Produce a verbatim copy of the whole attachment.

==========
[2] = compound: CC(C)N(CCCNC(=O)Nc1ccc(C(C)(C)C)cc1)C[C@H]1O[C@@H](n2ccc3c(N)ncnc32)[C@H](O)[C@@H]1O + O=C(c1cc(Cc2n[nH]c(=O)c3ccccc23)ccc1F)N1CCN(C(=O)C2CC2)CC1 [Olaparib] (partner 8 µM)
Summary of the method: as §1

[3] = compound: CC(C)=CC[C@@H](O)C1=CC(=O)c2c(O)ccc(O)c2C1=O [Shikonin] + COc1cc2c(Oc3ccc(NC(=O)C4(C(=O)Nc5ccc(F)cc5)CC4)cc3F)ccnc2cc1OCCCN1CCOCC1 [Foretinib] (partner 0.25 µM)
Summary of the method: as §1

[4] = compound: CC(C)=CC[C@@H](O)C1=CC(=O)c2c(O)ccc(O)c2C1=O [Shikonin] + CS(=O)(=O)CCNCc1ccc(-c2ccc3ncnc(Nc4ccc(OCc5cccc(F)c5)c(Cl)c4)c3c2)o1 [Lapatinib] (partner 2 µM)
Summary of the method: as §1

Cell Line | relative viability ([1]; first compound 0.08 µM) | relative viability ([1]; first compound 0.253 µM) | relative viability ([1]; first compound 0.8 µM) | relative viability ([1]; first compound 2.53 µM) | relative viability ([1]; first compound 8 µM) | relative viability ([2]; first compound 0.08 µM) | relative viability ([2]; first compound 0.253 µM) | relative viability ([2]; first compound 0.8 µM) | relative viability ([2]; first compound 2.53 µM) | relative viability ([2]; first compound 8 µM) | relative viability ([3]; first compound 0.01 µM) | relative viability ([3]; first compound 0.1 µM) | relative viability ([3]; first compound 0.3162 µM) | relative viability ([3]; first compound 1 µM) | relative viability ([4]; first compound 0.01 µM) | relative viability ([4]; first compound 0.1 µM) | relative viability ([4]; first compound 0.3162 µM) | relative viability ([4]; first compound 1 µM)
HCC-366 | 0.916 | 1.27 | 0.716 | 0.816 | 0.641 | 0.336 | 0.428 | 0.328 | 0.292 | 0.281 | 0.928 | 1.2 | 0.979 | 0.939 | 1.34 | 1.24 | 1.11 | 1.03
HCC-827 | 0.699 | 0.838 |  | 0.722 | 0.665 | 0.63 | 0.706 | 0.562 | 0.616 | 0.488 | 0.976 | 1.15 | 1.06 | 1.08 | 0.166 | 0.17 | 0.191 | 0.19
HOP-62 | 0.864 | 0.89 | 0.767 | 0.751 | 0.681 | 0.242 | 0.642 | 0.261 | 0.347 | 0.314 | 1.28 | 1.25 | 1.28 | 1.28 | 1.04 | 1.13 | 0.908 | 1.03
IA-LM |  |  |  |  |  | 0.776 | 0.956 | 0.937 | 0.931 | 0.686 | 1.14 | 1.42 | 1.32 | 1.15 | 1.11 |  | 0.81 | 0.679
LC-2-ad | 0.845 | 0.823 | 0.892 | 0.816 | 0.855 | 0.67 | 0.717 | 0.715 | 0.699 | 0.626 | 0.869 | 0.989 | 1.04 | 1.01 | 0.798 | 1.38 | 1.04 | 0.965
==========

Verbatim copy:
[2] = compound: CC(C)N(CCCNC(=O)Nc1ccc(C(C)(C)C)cc1)C[C@H]1O[C@@H](n2ccc3c(N)ncnc32)[C@H](O)[C@@H]1O + O=C(c1cc(Cc2n[nH]c(=O)c3ccccc23)ccc1F)N1CCN(C(=O)C2CC2)CC1 [Olaparib] (partner 8 µM)
Summary of the method: as §1

[3] = compound: CC(C)=CC[C@@H](O)C1=CC(=O)c2c(O)ccc(O)c2C1=O [Shikonin] + COc1cc2c(Oc3ccc(NC(=O)C4(C(=O)Nc5ccc(F)cc5)CC4)cc3F)ccnc2cc1OCCCN1CCOCC1 [Foretinib] (partner 0.25 µM)
Summary of the method: as §1

[4] = compound: CC(C)=CC[C@@H](O)C1=CC(=O)c2c(O)ccc(O)c2C1=O [Shikonin] + CS(=O)(=O)CCNCc1ccc(-c2ccc3ncnc(Nc4ccc(OCc5cccc(F)c5)c(Cl)c4)c3c2)o1 [Lapatinib] (partner 2 µM)
Summary of the method: as §1

Cell Line | relative viability ([1]; first compound 0.08 µM) | relative viability ([1]; first compound 0.253 µM) | relative viability ([1]; first compound 0.8 µM) | relative viability ([1]; first compound 2.53 µM) | relative viability ([1]; first compound 8 µM) | relative viability ([2]; first compound 0.08 µM) | relative viability ([2]; first compound 0.253 µM) | relative viability ([2]; first compound 0.8 µM) | relative viability ([2]; first compound 2.53 µM) | relative viability ([2]; first compound 8 µM) | relative viability ([3]; first compound 0.01 µM) | relative viability ([3]; first compound 0.1 µM) | relative viability ([3]; first compound 0.3162 µM) | relative viability ([3]; first compound 1 µM) | relative viability ([4]; first compound 0.01 µM) | relative viability ([4]; first compound 0.1 µM) | relative viability ([4]; first compound 0.3162 µM) | relative viability ([4]; first compound 1 µM)
HCC-366 | 0.916 | 1.27 | 0.716 | 0.816 | 0.641 | 0.336 | 0.428 | 0.328 | 0.292 | 0.281 | 0.928 | 1.2 | 0.979 | 0.939 | 1.34 | 1.24 | 1.11 | 1.03
HCC-827 | 0.699 | 0.838 |  | 0.722 | 0.665 | 0.63 | 0.706 | 0.562 | 0.616 | 0.488 | 0.976 | 1.15 | 1.06 | 1.08 | 0.166 | 0.17 | 0.191 | 0.19
HOP-62 | 0.864 | 0.89 | 0.767 | 0.751 | 0.681 | 0.242 | 0.642 | 0.261 | 0.347 | 0.314 | 1.28 | 1.25 | 1.28 | 1.28 | 1.04 | 1.13 | 0.908 | 1.03
IA-LM |  |  |  |  |  | 0.776 | 0.956 | 0.937 | 0.931 | 0.686 | 1.14 | 1.42 | 1.32 | 1.15 | 1.11 |  | 0.81 | 0.679
LC-2-ad | 0.845 | 0.823 | 0.892 | 0.816 | 0.855 | 0.67 | 0.717 | 0.715 | 0.699 | 0.626 | 0.869 | 0.989 | 1.04 | 1.01 | 0.798 | 1.38 | 1.04 | 0.965